Second is nonjudgment. This means being open to cultures and beliefs different from your own. It also means understanding that the language you’re learning may operate very differently from what you’re used to, which means you apply no inherent judgment to either the language, or your ability to speak it. And—critically—it means that you’re open to making mistakes and getting feedback.

Can meditation help you learn a language?

Meditation is sometimes cited as a way to learn languages more effectively, due to the changes that happen in the brain that can benefit language learning processes.

Research has shown that meditation can reduce stress, improve concentration, improve memory, change your brain, and improve decision making.

Here’s a look at how each of these can benefit your language learning journey.

  1. It improves concentration: Improved concentration and abilities of focus have clear benefits for language learning. If you find your mind wandering during vocabulary review, it might be time for meditation, which has been shown to improve mental attention and focus.
  2. It changes your brain: Meditation has been shown to lead to “less age-related gray matter atrophy in long-term meditation practitioners.” In other words, your brain is likely to be in better shape for more time, allowing you to continue to learn and retain information more effectively.
  3. It improves your memory: Studies have shown meditation improves your memory, especially your short-term memory, and these improvements are caused by actual changes in the structure of your brain. Whether for retaining vocabulary or remembering how all the pieces of a sentence fit together, there are few skills more important than memory for language learning.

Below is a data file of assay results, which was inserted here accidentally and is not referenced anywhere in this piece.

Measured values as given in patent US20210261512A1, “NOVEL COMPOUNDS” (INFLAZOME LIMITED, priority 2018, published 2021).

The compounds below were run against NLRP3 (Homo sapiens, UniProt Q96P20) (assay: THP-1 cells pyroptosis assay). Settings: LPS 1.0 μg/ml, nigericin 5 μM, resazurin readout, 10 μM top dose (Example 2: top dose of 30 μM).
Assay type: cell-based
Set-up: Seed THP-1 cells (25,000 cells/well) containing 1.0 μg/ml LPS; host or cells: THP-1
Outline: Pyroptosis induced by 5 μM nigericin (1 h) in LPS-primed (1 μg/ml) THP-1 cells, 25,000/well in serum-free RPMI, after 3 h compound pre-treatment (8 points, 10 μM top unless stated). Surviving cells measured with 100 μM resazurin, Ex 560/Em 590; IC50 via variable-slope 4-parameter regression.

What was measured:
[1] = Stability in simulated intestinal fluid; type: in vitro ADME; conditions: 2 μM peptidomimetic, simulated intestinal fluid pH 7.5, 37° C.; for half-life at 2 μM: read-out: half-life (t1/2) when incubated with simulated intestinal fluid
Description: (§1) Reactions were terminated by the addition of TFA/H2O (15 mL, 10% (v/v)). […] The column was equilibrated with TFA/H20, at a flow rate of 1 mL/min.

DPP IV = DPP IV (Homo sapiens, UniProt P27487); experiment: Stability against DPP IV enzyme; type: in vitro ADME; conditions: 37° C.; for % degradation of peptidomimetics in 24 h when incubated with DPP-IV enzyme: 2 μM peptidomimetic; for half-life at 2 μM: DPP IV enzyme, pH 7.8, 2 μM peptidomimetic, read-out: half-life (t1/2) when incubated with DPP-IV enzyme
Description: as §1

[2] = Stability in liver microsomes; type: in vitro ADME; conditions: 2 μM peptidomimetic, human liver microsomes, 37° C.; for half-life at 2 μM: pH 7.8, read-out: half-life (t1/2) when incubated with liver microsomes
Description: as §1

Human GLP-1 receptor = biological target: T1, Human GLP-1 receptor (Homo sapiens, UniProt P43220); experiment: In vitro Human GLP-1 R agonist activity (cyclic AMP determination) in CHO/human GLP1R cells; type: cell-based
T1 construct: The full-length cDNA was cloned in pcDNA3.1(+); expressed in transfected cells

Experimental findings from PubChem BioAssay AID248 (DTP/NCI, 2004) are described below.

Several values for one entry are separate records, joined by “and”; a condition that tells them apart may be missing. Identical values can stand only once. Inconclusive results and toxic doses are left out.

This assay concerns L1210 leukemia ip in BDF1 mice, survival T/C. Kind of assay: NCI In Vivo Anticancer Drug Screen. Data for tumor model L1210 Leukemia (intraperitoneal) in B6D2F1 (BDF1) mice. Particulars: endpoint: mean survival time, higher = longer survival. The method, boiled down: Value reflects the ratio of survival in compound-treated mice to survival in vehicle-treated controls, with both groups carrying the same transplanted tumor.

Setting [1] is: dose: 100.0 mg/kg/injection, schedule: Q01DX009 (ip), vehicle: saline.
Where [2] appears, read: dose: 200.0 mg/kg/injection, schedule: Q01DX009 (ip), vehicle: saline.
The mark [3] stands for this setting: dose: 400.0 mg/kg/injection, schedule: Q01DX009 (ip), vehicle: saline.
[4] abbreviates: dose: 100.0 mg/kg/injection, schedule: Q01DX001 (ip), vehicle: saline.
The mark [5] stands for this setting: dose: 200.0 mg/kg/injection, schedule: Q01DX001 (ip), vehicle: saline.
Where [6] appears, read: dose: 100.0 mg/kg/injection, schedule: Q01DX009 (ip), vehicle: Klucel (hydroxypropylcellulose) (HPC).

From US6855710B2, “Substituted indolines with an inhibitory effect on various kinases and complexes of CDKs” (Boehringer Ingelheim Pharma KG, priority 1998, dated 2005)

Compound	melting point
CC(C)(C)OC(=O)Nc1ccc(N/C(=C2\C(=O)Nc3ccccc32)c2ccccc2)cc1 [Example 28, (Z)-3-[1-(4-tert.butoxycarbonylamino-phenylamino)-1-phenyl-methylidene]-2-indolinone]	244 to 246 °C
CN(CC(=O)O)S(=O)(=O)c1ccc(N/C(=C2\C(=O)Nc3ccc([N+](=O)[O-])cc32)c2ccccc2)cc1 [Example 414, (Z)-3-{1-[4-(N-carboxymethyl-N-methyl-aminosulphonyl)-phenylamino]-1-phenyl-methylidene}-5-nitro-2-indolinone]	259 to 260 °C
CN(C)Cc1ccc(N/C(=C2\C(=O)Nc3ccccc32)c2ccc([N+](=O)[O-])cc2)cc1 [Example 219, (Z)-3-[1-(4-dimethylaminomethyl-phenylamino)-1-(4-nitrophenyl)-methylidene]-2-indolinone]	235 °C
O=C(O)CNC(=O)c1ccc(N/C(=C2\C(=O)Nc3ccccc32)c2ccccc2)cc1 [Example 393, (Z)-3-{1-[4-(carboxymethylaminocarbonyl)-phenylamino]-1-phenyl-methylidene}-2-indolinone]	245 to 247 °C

4. It reduces stress: Meditation reduces stress, and let’s be honest—language learning isn’t easy. Whether you’re pushing yourself to acquire new vocabulary fast, or putting yourself in difficult real-life situations in order to practice, stress is bound to be a part of your journey. Meditation can help you stay level-headed when you hit a wall and can’t think of the word you want to say, or when your brain is fried after hours of study.
  5. It improves decision-making: Studies show that meditation helps people make smarter choices and avoid the sunk-cost bias. Whether it means selecting the right language learning method for you or skipping huge lists of vocabulary you know won’t be useful to your life, deciding what to learn and how to learn it is hugely important in picking up a language effectively.

How to learn a language faster with mindfulness

Learning languages is hard enough without adding emotional burdens to the process.

Too often, we find ourselves facing self-doubt, avoiding embarrassment, or lacking self-compassion. We give ourselves a hard time about our lack of progress in a language, or we avoid situations where we’re afraid we’ll look stupid, or we’re afraid we just “aren’t that good at languages” and consider giving up.

Mindfulness can help you manage the emotions that come up around learning languages, and meditation can help you better equip your brain to study and retain information.

Once you’ve done that, language learning is still hard: you still need to study, and you still need to practice, and it still takes time.

But when you’ve got your own back through self-compassion, when you’re willing to be open to situations where you might look silly, and when you’re willing to adopt a beginner’s mind, you can focus on what matters: having fun with the language learning process.